ATTRACTIONS: (some main ones)
Chimney Mountain Historic Site; State Capital Building at Lincoln and the University of Nebraska; Omaha and it’s numerous cultural events and family entertainment options; Bluff Scotts National Monument, and much, much more. For additional attractions and points of interest, follow the links shown below.
- Beautyphoon: Basic information about the U.S. state of Nebraska, including state history, geography, population, economy, and politics.
AGREEMENT AND VISITOR’S OFFICE:
- Lincoln Visitor Information
- Lincoln Attractions
- Attractions in Omaha
- Electricity: 110/120V, 60Hz
- Times to Travel: With the most interesting collection of family attractions, monuments, museums, outdoor activities and historic sites, Nebraska offers a fascinating look at America’s history, spring, summer or fall.
Climate: Nebraska enjoys warm summers, generally dry winters, moderate humidity and plenty of sunshine.
Early evening thunderstorms are common in late spring and summer, especially central and east. Tornadoes do strike the state on a regular basis, as Nebraska is in America ‘s Tornado Lane.
- Biotionary: Nickname of Nebraska, covering state overview, travel information and most popular attractions.
January is the coldest month with average high temperatures in the low 30s. July is the warmest month with average high temperatures around 90 degrees; hotter summers and colder winters are not uncommon.
Annual precipitation ranges from 20 to 30 inches in the east and central, while the west has much drier conditions.
Seasonal temperature averages:
HIGH TEMPERATURES (Fahrenheit/Celsius)
(Jan) 32/0 (February) 38/3 (March) 50/10 (April) 64/18
May 74/23 (June) 85/29 (July) 90/32 (August )) 87/30
(Sep) 77/25 (Oct) 67/19 (Nov) 50/10 (Dec) 36/2
LOW TEMPERATURES (Fahrenheit/Celsius)
(Jan) 10/-12 (Feb) 15/-9 ( March) 27/-3 (April) 39/4
May 50/10 (June) 60/16 (July) 66/19 (August) 63/17
(September) 53/12 (October) 40/5 (November) 27/-3 (December) 15/-9
Oregon National Historic Trail
In 1810, scout Robert Stuart managed to overcome the wall of the Rocky Mountains. He discovered the easily passable South Pass in Wyoming. For many years, only the most intrepid mountaineers, hunters or fur traders made their way here. However, the desire of the church to save the souls of the Oregon Indians untouched by Christianity was so strong that in 1836 the Presbyterian missionaries Marcus Whitman and Henry Spalding and their wives set out on a 3,500 km long march.
The messages they sent were generally very positive, so many people and families with children followed them to the dream areas of Oregon and California. The places attracted them mainly with large supplies of wood, fertile soil and a pleasant climate. In addition, it turned out that the malaria that plagued the local farmers did not occur in the west. However, the journey to the promised land was quite difficult, it led from Independence, Missouri across the Great Plains, through the Rocky Mountains, and it took from four to eight months to conquer. On the way, the pilgrims faced many obstacles in the form of difficult terrain, hunger, exhaustion, frost and snow disasters in the mountains, or, on the contrary, unbearable heat and numerous raids by Indians.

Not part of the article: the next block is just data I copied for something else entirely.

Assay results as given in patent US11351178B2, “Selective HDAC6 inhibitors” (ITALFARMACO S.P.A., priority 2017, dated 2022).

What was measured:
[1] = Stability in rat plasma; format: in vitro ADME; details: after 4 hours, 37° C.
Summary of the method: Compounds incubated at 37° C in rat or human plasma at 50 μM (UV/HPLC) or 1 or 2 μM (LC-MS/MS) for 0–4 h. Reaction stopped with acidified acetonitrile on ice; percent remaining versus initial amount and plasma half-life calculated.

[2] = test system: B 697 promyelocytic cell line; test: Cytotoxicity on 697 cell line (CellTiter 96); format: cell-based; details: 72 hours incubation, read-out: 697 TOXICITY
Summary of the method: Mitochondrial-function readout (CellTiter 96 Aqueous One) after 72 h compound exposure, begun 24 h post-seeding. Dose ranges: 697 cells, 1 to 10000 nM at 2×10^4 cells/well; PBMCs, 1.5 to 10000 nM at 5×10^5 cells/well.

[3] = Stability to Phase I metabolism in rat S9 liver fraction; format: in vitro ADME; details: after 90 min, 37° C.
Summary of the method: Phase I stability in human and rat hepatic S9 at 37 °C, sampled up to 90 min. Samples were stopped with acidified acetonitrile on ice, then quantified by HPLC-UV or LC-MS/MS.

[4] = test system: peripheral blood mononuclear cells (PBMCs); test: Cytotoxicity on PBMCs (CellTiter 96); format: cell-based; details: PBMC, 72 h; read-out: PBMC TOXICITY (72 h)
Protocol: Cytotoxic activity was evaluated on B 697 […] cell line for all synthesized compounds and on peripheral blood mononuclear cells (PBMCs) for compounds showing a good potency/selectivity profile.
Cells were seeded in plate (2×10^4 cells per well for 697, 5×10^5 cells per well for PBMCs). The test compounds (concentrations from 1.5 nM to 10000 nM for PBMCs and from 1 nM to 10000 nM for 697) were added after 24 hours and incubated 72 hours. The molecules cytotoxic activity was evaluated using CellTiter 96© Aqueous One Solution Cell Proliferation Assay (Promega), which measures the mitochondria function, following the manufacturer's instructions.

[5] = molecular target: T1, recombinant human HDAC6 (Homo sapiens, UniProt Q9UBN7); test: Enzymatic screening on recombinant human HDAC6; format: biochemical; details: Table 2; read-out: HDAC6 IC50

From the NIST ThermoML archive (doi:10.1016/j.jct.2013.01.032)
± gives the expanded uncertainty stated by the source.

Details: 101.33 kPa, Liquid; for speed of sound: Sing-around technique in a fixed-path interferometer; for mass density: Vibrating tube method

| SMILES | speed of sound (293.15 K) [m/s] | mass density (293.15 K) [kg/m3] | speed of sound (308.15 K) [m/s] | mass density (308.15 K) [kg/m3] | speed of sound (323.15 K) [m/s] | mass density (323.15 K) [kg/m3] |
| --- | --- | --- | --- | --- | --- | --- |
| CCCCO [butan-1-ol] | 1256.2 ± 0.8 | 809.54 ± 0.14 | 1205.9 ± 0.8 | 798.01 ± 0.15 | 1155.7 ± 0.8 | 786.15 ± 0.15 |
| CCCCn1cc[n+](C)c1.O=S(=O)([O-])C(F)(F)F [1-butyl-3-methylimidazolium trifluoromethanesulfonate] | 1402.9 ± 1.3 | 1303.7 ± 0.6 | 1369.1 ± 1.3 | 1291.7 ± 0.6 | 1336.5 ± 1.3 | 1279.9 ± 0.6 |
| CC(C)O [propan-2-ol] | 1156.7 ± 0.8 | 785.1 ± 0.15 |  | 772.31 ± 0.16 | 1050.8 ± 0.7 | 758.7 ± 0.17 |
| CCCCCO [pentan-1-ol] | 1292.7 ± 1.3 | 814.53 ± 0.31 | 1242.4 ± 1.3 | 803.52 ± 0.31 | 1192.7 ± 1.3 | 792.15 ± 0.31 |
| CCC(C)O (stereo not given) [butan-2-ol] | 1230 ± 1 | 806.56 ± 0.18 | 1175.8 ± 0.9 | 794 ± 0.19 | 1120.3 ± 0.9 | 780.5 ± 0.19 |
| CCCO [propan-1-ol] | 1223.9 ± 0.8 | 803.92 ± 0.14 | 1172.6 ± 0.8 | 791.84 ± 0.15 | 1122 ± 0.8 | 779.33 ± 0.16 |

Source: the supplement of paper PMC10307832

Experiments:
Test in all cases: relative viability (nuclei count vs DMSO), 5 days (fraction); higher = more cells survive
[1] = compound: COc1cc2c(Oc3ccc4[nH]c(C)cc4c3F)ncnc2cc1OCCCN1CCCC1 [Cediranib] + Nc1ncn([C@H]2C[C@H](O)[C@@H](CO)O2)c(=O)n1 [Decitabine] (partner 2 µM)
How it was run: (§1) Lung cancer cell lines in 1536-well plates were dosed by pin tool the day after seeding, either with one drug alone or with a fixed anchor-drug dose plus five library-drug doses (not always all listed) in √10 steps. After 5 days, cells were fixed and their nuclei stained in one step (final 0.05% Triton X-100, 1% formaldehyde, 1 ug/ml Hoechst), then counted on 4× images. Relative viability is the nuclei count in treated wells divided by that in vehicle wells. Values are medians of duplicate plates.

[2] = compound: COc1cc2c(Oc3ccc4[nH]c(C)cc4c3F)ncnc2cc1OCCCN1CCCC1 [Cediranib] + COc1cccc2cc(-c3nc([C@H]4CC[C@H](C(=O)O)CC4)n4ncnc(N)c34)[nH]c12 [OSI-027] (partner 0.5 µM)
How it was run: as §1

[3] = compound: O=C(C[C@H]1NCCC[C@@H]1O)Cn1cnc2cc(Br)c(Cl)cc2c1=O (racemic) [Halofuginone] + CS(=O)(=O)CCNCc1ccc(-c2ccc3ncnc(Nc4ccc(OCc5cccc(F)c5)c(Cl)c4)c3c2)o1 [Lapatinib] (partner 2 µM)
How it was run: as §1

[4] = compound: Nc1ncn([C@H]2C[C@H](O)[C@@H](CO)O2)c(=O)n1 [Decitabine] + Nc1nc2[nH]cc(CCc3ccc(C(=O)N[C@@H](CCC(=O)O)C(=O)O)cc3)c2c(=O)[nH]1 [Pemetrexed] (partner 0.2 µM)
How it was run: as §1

In the years 1841-1848, only 2,700 people went west, while a year later there were already 30,000. Before the railroad was established in the area, around half a million immigrants passed through this Oregon Trail. However, it is reported that nearly one in fifteen died en route. Over time, the Oregon Trail became one of the most important and famous transcontinental routes. Of all the trails associated with the conquest of the Wild West, it was also the most famous. It ended at the Columbia River.
Pony Express National Historic Trail
The Pony Express courier service operated in America between 1860 and 1861. Its main task was to transport mail from the East Coast to the West Coast. Since there were no railroads at the time, postal lines were the only thing that connected the American coast. The principal mail company at that time was Wells, Fargo & Co., whose stagecoaches, however, could not cover the distance from east to west in less than three months.
The newly formed company Russel, Major and Waddel therefore came up with the idea of replacing stagecoaches with lone horse riders. Their advantage would be speed, which would shorten the shipping time to a few days. However, such a lone rider (even if equipped with a weapon) was an easy target for Indians or marauding bands. A rider’s weekly wage was $25, which was twice the average worker’s wage at the time.
The first rider to be sent along this route was William Richardson on April 8, 1860. However, the most famous rider of the Pony Express was William Frederic Cody, aka Buffalo Bill. The route with a total length of 3000 km led from the city of Saint Joseph in the state of Missouri, continued through Kansas, Nebraska, Colorado, Wyoming, Utah, Nevada to Sacramento, California. Each rider was provided with enough food and drink. Mail was carried in four leather bags, so-called mochilas, which were attached to the saddle. One rider usually transported about 15 kg of parcels. His duty was to ride the jet on his horse to the nearest station, where he changed his horse and continued on. The individual stations were 20 km apart.
Since the Pony Express was not supported by the state, this line was heavily loss-making. The only thing that kept her alive was the rapid delivery of breaking news to newspapers on both coasts. In 1861, however, the transcontinental telegraph was built, and therefore the Pony Express ceased operations on October 20, 1861. During its existence, 305 journeys were made here in both directions and 34,753 parcels were transported.